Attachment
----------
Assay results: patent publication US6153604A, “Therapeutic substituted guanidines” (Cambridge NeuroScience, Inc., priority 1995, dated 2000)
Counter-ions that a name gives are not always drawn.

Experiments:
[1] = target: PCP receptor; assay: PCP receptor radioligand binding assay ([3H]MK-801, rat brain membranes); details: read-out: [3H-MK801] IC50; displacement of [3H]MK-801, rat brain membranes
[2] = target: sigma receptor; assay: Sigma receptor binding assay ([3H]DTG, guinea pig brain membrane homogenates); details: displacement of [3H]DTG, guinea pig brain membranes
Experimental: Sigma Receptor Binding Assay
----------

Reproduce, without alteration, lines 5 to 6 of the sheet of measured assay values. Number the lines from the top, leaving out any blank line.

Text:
[2] = target: sigma receptor; assay: Sigma receptor binding assay ([3H]DTG, guinea pig brain membrane homogenates); details: displacement of [3H]DTG, guinea pig brain membranes
Experimental: Sigma Receptor Binding Assay